Those looking for a bright spot in the global warming picture might want to pay closer attention to India.
For several years, demand for electricity in the world’s second-most populous country has trailed forecasts, data compiled by India’s Central Electricity Authority show.
While the reasons for the mismatch are complex, the gap raises the prospect that India won’t need to burn as much coal to meet its future energy needs. Rather, much of it is going to come from solar panels and lanterns, both of which can be supplied off grid.
Millions in India still are waiting to connect to the grid as routine power shortages often lead to blackouts. It may not be the traditional power companies that meet their needs. Instead, emerging technologies such as solar lanterns and rooftop photovoltaics are becoming the energy of choice — and are starting to bite into traditional sources of demand.
As solar and energy storage technologies improve, some of the 300 million not connected to the grid may eventually get their electricity through off-grid installations and appliances, said Nitin Zamre, managing director for India at ICF International Inc., an energy consultancy based in Fairfax, Virginia.
“This will have the potential to reduce India’s carbon footprint as the demand moves to cleaner supply — a big positive for the fight against global warming and climate change,” Zamre said.
India’s power demand is a major variable in the debate about how to rein in global warming. It accounted for almost 7 percent of global emissions in 2012, World Resources Institute data show.
The International Energy Agency’s outlook is for installed power capacity forecast to more than triple by 2040. India’s fleet of coal plants is likely to expand more than 2 1/2 times, adding more of the greenhouse gas pollution blamed for increasing the global temperature. Any dip in electricity demand would have a big impact on those emissions.
India has ambitious plans to clean up its energy supply, which also may keep a lid on power demand in the future.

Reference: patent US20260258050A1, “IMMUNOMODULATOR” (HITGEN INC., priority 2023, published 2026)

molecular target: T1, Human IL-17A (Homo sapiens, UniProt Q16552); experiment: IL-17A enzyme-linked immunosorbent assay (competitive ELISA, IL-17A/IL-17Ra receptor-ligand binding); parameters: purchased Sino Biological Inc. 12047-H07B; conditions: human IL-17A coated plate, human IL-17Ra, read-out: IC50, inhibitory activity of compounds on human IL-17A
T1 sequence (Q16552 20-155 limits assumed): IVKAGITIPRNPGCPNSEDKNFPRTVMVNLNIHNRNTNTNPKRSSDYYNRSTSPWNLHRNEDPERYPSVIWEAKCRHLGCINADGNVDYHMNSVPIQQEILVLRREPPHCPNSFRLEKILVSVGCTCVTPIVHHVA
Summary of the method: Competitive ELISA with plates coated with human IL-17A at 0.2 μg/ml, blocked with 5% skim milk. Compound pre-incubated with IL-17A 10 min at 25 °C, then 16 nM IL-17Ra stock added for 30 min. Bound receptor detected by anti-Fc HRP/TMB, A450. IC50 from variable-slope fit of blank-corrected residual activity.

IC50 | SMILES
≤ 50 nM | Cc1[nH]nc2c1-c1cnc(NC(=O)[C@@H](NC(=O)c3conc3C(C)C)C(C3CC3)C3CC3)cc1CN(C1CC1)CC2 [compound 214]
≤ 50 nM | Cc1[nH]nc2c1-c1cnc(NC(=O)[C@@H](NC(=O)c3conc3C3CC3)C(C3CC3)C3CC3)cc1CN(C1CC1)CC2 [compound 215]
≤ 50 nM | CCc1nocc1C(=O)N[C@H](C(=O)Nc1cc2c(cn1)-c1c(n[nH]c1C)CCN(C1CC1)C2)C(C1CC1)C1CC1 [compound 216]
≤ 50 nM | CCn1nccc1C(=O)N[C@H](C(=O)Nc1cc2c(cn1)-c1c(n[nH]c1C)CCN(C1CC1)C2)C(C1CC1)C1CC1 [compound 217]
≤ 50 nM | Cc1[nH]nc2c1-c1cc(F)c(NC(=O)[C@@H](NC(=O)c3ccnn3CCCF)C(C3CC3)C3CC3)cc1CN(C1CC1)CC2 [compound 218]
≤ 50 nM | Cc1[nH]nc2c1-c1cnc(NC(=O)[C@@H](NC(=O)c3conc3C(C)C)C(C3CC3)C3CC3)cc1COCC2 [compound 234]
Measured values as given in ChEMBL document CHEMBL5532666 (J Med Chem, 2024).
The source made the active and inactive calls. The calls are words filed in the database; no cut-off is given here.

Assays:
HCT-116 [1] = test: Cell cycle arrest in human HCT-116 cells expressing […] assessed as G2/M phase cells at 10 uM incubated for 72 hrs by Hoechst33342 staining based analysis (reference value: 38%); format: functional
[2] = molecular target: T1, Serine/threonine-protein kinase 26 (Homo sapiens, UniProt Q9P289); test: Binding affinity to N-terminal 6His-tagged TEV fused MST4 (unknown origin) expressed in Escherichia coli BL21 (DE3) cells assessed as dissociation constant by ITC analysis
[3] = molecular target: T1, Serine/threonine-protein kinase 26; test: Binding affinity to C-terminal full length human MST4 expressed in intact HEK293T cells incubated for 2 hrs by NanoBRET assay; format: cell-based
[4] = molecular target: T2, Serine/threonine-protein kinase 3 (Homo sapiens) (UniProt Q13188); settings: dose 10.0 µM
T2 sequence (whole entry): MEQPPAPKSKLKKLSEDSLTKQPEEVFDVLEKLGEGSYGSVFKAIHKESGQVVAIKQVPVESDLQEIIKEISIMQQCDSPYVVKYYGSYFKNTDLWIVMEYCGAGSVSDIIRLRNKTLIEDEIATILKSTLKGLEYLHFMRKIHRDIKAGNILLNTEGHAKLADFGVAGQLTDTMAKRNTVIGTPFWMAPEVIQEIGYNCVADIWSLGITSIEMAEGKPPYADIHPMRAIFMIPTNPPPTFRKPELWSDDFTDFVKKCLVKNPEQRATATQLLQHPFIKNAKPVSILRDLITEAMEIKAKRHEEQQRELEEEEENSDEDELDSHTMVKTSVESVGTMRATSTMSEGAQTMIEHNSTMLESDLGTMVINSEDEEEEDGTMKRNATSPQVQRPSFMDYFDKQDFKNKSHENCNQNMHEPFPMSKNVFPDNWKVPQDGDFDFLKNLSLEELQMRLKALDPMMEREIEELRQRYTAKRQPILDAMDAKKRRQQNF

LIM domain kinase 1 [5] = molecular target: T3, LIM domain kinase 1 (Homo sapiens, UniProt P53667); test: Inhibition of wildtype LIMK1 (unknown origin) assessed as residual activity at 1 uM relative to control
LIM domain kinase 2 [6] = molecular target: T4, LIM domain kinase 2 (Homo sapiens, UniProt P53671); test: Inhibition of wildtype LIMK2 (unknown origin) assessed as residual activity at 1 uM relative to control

Under the Paris Agreement signed by more than 190 countries, India has promised to boost the amount of power coming from sources other than fossil fuels to 40 percent from about 30 percent. Prime Minister Narendra Modi is working to make rooftop solar a major energy source with a program that’s enticing overseas investment.
“If 60 million to 70 million energy-starved households need around 3 kilowatts installed capacity each a few years, then the market size of off grid-products potentially could be around 200 gigawatts, from less than 100 megawatts of penetration at present,” Krishnan Pallassana, India director at London-based the Climate Group, said in a phone interview.
As Pallassana sees it, decentralized access to energy could be a game changer, making a substantial reduction in greenhouse gases a possibility and paving the way for India to exceed its climate pledges.
Another signal that India’s power needs are shifting comes from the expansion of energy-efficient technologies — especially LED light bulbs, which use a fraction of the electricity that traditional ones do.
India has promoted energy-efficient lighting and now wants to replicate its experience with appliances. So far, the lighting program, which seeks to upgrade 770 million bulbs by 2019, has saved 19 million tons of carbon dioxide emissions, or $1.35 billion annually, according to government estimates.
“We will soon start a program for energy-efficient air conditioners, which has the potential to help save 150 gigawatts over time if the market response is as encouraging as LED bulbs,” said Saurabh Kumar, managing director at Energy Efficiency Services Ltd., the state-backed overseer of the energy efficiency program.
One explanation for the gap between forecasts and actual power demand is the state of the nation’s power distribution companies. As of March 2015, the state-owned enterprises had accumulated combined losses of 3.84 trillion rupees ($57 billion), according to a report by KPMG.
Those losses mean power distributors can’t buy more electricity to satisfy expected demand, nor can they add more customers, ultimately meaning a lot of latent power demand is going unsatisfied.
Meanwhile, India’s traditional energy producers are also under pressure. With distributors unable to buy as much power as they’d like, traditional power plants are being forced to generate less than their rated capacity. Modi’s push to install as much as 175 gigawatts of renewables by 2022 has added to competition between power generators.
Major conventional-energy generators in India are also getting into the renewables game as solar costs fall — giving the country an even better chance of controlling emissions.
“A 15 percent improvement in the already committed goals, even at a constant GDP growth rate, would cut absolute emissions equivalent to the entire emissions of major economies like Canada or Germany within a 2030 timeline,” said Vivek Adhia, head of business engagement at WRI in India.